Daily aspirin reduces cancer risk

Research on aspirin’s potential impact on cancer prevention received significant coverage online and on network news broadcasts, where it received more than six minutes of coverage. However, the story was not widely covered by print media.

ABC World News reported, “Now the big headline today about health and something we all have in our medicine cabinets, an encouraging possibility that aspirin could be a weapon in the fight against cancer.”

In the lead story on NBC Nightly News reports that “new evidence” suggest that aspirin may “prevent and treat several different kinds of cancers.”

During a second ABC World News segment on the study, “Dr. Karen Latimer who consults with ABC News on health issues,” said, however that the research indicates that for “people who take aspirin every other day, there’s no benefit.”

The CBS Evening News pointed out that “aspirin is” already “sometimes used to prevent heart attacks.”

On its website, ABC News reports, “In three studies published in the Lancet and the Lancet Oncology, British researchers analyzed data from more than 50 studies and found that those who took daily aspirin for at least three years were less likely to develop cancer – and if they did, it tended to be less advanced.”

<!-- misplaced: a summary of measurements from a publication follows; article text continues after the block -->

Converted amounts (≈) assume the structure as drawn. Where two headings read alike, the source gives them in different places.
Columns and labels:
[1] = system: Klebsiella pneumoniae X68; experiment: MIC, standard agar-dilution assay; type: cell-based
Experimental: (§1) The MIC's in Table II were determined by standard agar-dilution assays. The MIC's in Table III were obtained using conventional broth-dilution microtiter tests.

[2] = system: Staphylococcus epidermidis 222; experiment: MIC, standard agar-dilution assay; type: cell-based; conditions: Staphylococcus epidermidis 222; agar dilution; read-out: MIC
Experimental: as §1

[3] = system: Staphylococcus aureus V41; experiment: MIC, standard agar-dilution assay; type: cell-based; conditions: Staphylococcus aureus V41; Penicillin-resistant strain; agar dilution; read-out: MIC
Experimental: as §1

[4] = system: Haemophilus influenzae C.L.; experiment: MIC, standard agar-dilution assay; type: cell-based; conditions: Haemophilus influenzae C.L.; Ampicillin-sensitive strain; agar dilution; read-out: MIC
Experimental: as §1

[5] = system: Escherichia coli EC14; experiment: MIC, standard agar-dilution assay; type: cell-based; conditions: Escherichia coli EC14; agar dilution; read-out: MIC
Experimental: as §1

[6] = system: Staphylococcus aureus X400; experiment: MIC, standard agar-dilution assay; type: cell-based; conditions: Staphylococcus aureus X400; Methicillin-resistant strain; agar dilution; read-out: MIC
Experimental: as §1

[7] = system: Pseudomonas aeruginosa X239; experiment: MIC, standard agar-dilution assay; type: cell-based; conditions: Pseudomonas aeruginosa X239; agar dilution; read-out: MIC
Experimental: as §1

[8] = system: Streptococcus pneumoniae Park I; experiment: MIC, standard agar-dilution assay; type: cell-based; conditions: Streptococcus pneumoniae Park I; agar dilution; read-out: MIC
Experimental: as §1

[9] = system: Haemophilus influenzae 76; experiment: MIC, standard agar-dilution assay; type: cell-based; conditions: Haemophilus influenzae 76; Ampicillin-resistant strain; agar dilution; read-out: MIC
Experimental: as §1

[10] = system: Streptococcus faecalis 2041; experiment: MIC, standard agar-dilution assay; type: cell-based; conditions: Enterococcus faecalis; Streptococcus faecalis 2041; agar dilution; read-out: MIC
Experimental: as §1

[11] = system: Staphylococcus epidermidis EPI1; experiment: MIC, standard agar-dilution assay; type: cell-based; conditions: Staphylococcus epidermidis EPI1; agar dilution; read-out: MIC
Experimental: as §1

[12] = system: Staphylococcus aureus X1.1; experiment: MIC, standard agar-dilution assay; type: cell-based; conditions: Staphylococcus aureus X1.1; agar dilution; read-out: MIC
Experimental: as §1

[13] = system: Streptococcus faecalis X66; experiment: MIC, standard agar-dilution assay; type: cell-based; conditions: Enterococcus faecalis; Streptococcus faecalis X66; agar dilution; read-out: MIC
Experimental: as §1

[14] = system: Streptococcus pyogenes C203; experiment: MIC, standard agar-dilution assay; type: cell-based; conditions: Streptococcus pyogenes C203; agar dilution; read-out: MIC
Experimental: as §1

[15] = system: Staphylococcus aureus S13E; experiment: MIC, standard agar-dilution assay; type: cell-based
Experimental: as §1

Bloomberg News  reports that individuals “who took a daily dose of aspirin had a 24 percent lower rate of developing cancer after three years and were 37 percent less likely to die from the disease after five years than those who didn’t, according to a study in the Lancet medical journal.”

This “rate was similar for men and women.”

Two additional “studies published in the Lancet and The Lancet Oncology … showed that aspirin reduced the risk of any cancer spreading to other organs by 36 percent and certain types of tumors by 46 percent.”

The New York Times reports, “The findings add to a body of evidence suggesting that cheap and widely available aspirin may be a powerful if overlooked weapon in the battle against cancer.”

However, “the research also poses difficult questions for doctors and public health officials, as regular doses of aspirin can cause gastrointestinal bleeding and other side effects.”

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